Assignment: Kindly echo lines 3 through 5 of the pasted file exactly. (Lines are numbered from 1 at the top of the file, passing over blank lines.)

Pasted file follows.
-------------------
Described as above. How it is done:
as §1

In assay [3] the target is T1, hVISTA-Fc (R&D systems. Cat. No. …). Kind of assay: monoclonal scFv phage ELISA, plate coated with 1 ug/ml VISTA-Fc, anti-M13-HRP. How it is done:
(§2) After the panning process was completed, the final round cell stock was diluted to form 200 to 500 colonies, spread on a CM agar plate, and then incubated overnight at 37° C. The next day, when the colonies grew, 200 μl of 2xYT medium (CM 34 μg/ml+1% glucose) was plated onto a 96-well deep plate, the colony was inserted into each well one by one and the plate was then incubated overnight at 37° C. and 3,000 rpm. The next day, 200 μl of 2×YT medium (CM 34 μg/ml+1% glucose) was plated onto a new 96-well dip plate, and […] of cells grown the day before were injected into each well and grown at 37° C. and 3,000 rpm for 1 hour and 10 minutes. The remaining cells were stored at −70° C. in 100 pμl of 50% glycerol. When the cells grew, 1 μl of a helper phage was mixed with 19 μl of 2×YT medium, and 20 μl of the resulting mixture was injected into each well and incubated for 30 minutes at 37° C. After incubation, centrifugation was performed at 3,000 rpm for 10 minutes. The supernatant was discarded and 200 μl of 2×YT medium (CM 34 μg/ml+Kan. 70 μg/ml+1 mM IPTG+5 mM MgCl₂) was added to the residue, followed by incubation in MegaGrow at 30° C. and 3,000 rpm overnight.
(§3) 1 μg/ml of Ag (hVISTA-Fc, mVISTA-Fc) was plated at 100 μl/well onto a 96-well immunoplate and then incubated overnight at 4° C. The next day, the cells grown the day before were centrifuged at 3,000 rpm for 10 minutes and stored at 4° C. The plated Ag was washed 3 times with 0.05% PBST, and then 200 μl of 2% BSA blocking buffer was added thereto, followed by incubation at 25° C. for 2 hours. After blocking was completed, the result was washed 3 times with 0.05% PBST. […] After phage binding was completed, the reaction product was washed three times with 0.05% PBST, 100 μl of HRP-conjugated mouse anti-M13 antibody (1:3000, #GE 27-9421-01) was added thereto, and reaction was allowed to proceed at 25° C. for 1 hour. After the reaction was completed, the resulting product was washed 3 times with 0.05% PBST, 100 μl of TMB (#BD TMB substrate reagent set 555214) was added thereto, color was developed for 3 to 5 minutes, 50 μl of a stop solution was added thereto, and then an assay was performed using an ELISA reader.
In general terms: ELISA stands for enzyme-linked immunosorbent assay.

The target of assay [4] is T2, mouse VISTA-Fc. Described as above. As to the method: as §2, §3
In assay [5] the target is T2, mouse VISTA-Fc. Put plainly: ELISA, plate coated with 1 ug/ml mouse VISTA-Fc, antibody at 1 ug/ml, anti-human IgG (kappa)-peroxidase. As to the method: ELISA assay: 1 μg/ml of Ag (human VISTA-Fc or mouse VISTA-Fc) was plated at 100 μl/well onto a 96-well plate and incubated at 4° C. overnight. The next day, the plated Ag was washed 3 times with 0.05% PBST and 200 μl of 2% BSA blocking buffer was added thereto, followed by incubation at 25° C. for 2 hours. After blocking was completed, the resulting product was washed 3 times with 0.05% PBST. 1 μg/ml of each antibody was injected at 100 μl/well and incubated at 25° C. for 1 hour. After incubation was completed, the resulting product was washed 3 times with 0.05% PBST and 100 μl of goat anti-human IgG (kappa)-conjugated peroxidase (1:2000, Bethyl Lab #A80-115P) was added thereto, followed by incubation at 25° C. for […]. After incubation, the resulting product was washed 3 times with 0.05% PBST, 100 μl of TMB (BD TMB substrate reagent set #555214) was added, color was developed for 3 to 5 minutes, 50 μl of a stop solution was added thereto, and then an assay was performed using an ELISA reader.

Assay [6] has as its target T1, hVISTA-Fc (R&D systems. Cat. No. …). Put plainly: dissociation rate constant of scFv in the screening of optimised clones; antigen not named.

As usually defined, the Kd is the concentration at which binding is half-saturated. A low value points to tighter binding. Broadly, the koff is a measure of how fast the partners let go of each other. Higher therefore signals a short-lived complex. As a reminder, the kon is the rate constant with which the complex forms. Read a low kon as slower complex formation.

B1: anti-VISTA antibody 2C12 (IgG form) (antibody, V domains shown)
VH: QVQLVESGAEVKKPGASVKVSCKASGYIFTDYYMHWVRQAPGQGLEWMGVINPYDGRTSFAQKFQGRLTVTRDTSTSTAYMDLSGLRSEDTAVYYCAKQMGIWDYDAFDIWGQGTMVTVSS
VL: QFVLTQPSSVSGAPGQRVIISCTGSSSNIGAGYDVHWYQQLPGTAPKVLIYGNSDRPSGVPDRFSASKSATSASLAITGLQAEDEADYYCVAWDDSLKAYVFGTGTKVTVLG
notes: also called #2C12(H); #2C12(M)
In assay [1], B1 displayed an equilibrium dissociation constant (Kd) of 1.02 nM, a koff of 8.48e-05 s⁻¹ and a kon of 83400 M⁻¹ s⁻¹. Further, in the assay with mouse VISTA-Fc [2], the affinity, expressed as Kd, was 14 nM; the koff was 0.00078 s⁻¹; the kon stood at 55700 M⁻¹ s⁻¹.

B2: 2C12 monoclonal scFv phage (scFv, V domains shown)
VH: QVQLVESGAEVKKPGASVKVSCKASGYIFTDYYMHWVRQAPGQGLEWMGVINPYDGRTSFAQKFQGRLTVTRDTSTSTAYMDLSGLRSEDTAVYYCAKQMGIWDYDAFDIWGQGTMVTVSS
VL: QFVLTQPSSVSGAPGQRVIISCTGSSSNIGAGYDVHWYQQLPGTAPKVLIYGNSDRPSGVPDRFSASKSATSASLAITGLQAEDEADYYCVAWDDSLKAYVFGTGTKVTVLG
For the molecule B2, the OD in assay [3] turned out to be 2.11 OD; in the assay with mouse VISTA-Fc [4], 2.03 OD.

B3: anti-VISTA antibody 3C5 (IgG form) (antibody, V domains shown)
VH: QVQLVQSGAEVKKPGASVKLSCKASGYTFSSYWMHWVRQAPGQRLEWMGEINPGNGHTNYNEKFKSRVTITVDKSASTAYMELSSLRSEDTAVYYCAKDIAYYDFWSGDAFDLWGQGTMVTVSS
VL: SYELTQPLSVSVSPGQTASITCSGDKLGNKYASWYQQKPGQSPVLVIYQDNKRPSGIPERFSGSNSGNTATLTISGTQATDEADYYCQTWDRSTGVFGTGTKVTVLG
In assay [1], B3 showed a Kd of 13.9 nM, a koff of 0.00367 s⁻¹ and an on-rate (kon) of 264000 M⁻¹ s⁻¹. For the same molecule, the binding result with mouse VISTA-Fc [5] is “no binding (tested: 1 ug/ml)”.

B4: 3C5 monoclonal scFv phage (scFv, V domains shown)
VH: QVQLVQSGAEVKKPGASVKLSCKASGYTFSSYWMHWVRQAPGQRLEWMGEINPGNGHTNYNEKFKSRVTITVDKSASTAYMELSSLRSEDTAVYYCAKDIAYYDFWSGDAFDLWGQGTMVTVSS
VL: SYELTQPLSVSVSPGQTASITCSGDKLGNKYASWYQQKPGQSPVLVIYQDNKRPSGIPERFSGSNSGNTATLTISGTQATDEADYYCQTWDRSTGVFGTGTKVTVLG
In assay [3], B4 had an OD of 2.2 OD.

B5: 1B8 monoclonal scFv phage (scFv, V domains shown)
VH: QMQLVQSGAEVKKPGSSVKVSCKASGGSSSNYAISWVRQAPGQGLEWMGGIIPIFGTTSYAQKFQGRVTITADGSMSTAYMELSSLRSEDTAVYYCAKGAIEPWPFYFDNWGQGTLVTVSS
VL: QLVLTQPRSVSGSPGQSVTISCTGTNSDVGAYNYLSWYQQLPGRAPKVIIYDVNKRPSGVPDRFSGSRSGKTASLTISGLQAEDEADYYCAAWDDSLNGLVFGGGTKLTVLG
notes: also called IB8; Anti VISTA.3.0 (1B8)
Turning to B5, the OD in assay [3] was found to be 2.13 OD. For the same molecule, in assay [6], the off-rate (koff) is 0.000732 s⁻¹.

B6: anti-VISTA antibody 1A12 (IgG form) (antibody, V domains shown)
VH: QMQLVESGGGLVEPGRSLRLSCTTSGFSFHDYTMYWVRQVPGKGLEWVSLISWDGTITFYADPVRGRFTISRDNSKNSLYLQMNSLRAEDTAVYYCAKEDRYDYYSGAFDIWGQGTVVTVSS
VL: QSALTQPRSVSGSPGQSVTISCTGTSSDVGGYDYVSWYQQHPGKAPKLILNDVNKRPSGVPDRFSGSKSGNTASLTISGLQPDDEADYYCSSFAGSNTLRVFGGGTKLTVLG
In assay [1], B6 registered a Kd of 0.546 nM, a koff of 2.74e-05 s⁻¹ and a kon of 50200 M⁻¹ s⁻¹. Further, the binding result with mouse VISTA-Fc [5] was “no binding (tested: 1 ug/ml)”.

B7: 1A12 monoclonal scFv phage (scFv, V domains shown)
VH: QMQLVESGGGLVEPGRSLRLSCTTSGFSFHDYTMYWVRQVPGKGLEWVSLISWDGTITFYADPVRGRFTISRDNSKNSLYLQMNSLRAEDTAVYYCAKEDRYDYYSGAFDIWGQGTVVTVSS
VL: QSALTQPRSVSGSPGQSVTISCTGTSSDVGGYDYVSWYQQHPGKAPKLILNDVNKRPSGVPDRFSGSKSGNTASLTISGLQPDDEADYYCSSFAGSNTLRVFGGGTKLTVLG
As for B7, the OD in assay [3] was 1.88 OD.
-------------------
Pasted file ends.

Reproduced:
In assay [3] the target is T1, hVISTA-Fc (R&D systems. Cat. No. …). Kind of assay: monoclonal scFv phage ELISA, plate coated with 1 ug/ml VISTA-Fc, anti-M13-HRP. How it is done:
(§2) After the panning process was completed, the final round cell stock was diluted to form 200 to 500 colonies, spread on a CM agar plate, and then incubated overnight at 37° C. The next day, when the colonies grew, 200 μl of 2xYT medium (CM 34 μg/ml+1% glucose) was plated onto a 96-well deep plate, the colony was inserted into each well one by one and the plate was then incubated overnight at 37° C. and 3,000 rpm. The next day, 200 μl of 2×YT medium (CM 34 μg/ml+1% glucose) was plated onto a new 96-well dip plate, and […] of cells grown the day before were injected into each well and grown at 37° C. and 3,000 rpm for 1 hour and 10 minutes. The remaining cells were stored at −70° C. in 100 pμl of 50% glycerol. When the cells grew, 1 μl of a helper phage was mixed with 19 μl of 2×YT medium, and 20 μl of the resulting mixture was injected into each well and incubated for 30 minutes at 37° C. After incubation, centrifugation was performed at 3,000 rpm for 10 minutes. The supernatant was discarded and 200 μl of 2×YT medium (CM 34 μg/ml+Kan. 70 μg/ml+1 mM IPTG+5 mM MgCl₂) was added to the residue, followed by incubation in MegaGrow at 30° C. and 3,000 rpm overnight.
(§3) 1 μg/ml of Ag (hVISTA-Fc, mVISTA-Fc) was plated at 100 μl/well onto a 96-well immunoplate and then incubated overnight at 4° C. The next day, the cells grown the day before were centrifuged at 3,000 rpm for 10 minutes and stored at 4° C. The plated Ag was washed 3 times with 0.05% PBST, and then 200 μl of 2% BSA blocking buffer was added thereto, followed by incubation at 25° C. for 2 hours. After blocking was completed, the result was washed 3 times with 0.05% PBST. […] After phage binding was completed, the reaction product was washed three times with 0.05% PBST, 100 μl of HRP-conjugated mouse anti-M13 antibody (1:3000, #GE 27-9421-01) was added thereto, and reaction was allowed to proceed at 25° C. for 1 hour. After the reaction was completed, the resulting product was washed 3 times with 0.05% PBST, 100 μl of TMB (#BD TMB substrate reagent set 555214) was added thereto, color was developed for 3 to 5 minutes, 50 μl of a stop solution was added thereto, and then an assay was performed using an ELISA reader.